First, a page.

To install chrony, from a terminal prompt enter:
sudo apt install chrony
This will provide two binaries:
chronyd - the actual daemon to sync and serve via the NTP protocol
chronyc - command-line interface for chrony daemon
/etc/chrony/chrony.conf to add/remove server lines. By default these servers are configured:
# Use servers from the NTP Pool Project. Approved by Ubuntu Technical Board # on 2011-02-08 (LP: #104525). See http://www.pool.ntp.org/join.html for # more information. pool 0.ubuntu.pool.ntp.org iburst pool 1.ubuntu.pool.ntp.org iburst pool 2.ubuntu.pool.ntp.org iburst pool 3.ubuntu.pool.ntp.org iburst
man chrony.conf for more details on the configuration options. After changing the any of the config file you have to restart chrony:
sudo systemctl restart chrony.service
Use chronyc to see query the status of the chrony daemon. For example to get an overview of the currently available and selected time sources.
chronyc sources MS Name/IP address Stratum Poll Reach LastRx Last sample =============================================================================== ^+ gamma.rueckgr.at 2 8 377 135 -1048us[-1048us] +/- 29ms ^- 2b.ncomputers.org 2 8 377 204 -1141us[-1124us] +/- 50ms ^+ www.kashra.com 2 8 377 139 +3483us[+3483us] +/- 18ms ^+ stratum2-4.NTP.TechFak.U> 2 8 377 143 -2090us[-2073us] +/- 19ms ^- zepto.mcl.gg 2 7 377 9 -774us[ -774us] +/- 29ms ^- mirrorhost.pw 2 7 377 78 -660us[ -660us] +/- 53ms ^- atto.mcl.gg 2 7 377 8 -823us[ -823us] +/- 50ms ^- static.188.8.131.52.cli> 2 8 377 9 -1503us[-1503us] +/- 45ms ^- 184.108.40.206 2 8 377 137 -11ms[ -11ms] +/- 117ms ^- 220.127.116.11 3 7 377 10 -3274us[-3274us] +/- 70ms ^- bagnikita.com 2 7 377 74 +3131us[+3131us] +/- 71ms ^- europa.ellipse.net 2 8 377 204 -790us[ -773us] +/- 97ms ^- tethys.hot-chilli.net 2 8 377 141 -797us[ -797us] +/- 59ms ^- 66-232-97-8.static.hvvc.> 2 7 377 206 +1669us[+1686us] +/- 133ms ^+ 18.104.22.168 1 8 377 205 +175us[ +192us] +/- 12ms ^* 46-243-26-34.tangos.nl 1 8 377 141 -123us[ -106us] +/- 10ms ^- pugot.canonical.com 2 8 377 21 -95us[ -95us] +/- 57ms ^- alphyn.canonical.com 2 6 377 23 -1569us[-1569us] +/- 79ms ^- golem.canonical.com 2 7 377 92 -1018us[-1018us] +/- 31ms ^- chilipepper.canonical.com 2 8 377 21 -1106us[-1106us] +/- 27ms chronyc sourcestats 210 Number of sources = 20 Name/IP Address NP NR Span Frequency Freq Skew Offset Std Dev ============================================================================== gamma.rueckgr.at 25 15 32m -0.007 0.142 -878us 106us 2b.ncomputers.org 26 16 35m -0.132 0.283 -1169us 256us www.kashra.com 25 15 32m -0.092 0.259 +3426us 195us stratum2-4.NTP.TechFak.U> 25 14 32m -0.018 0.130 -2056us 96us zepto.mcl.gg 13 11 21m +0.148 0.196 -683us 66us mirrorhost.pw 6 5 645 +0.117 0.445 -591us 19us atto.mcl.gg 21 13 25m -0.069 0.199 -904us 103us static.22.214.171.124.cli> 25 18 34m -0.005 0.094 -1526us 78us 126.96.36.199 25 10 32m +0.412 0.110 -11ms 84us 188.8.131.52 24 12 30m -0.983 0.173 -3718us 122us bagnikita.com 17 7 31m -0.132 0.217 +3527us 139us europa.ellipse.net 26 15 35m +0.038 0.553 -473us 424us tethys.hot-chilli.net 25 11 32m -0.094 0.110 -864us 88us 66-232-97-8.static.hvvc.> 20 11 35m -0.116 0.165 +1561us 109us 184.108.40.206 26 11 35m -0.054 0.390 +129us 343us 46-243-26-34.tangos.nl 25 16 32m +0.129 0.297 -307us 198us pugot.canonical.com 25 14 34m -0.271 0.176 -143us 135us alphyn.canonical.com 17 11 1100 -0.087 0.360 -1749us 114us golem.canonical.com 23 12 30m +0.057 0.370 -988us 229us chilipepper.canonical.com 25 18 34m -0.084 0.224 -1116us 169us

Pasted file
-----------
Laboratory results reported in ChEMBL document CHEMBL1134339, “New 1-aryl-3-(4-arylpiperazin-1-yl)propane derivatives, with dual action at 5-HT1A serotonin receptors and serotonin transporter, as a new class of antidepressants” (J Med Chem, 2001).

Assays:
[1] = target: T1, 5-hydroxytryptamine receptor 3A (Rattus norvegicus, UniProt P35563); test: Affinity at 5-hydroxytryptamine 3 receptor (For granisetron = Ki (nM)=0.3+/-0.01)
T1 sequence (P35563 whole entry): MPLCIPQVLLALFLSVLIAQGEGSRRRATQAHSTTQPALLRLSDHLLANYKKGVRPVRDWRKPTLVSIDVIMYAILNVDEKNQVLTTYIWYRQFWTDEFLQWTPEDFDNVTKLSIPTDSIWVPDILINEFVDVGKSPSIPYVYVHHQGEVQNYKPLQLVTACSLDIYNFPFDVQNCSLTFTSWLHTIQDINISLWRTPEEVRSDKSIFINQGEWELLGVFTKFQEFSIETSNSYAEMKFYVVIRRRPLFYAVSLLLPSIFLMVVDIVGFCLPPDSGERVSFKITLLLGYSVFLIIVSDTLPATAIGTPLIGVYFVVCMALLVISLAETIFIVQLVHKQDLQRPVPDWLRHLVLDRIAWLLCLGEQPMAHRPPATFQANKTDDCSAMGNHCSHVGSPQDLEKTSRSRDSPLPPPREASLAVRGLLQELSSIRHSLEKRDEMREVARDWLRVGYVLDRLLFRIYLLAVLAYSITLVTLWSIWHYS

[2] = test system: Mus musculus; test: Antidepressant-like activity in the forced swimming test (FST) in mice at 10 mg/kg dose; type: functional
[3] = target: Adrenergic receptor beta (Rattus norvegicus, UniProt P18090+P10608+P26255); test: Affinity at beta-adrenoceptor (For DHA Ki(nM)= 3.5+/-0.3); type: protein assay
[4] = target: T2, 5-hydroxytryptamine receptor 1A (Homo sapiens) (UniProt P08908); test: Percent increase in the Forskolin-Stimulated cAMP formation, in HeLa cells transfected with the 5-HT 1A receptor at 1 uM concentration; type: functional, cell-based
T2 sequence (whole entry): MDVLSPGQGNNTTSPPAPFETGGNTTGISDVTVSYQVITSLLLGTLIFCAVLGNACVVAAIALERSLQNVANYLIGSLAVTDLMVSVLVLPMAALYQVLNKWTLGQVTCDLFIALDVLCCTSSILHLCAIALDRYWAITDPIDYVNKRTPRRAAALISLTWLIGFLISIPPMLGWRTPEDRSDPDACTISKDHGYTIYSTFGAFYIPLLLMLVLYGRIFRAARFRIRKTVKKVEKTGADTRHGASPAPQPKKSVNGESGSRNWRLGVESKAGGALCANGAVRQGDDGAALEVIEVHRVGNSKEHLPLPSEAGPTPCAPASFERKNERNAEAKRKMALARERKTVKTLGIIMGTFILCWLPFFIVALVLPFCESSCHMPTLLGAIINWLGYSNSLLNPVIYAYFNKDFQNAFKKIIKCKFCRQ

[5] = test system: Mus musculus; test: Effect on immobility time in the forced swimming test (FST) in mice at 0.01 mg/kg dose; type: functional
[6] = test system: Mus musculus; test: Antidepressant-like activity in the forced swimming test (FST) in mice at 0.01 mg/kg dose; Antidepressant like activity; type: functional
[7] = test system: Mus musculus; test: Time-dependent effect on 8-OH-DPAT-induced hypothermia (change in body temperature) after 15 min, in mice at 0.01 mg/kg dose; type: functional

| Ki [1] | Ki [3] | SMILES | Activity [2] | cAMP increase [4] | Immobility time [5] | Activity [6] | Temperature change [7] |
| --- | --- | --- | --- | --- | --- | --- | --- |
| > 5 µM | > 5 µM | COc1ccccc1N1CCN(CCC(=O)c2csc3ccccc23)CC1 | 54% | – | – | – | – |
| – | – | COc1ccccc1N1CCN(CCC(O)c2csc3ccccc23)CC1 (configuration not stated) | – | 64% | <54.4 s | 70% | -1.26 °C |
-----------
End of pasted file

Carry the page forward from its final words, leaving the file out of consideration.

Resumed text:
Certain chronyc commands are privileged and can not be run via the network without explicitly allowing them. See section Command and monitoring access in
man chrony.conf for more details. A local admin can use sudo as usually as this will grant him access to the local admin socket
Chrony supports various PPS types natively. It can use kernel PPS API as well as PTP hardware clock. Most general GPS receivers can be leveraged via GPSD. The latter (and potentially more) can be accessed via SHM or via a socket (recommended). All of the above can be used to augment chrony with additional high quality time sources for better accuracy, jitter, drift, longer-or-short term accuracy (Usually each kind of clock type is good at one of those, but non-perfect at the others). For more details on configuration see some of the external PPS/GPSD resource listed below.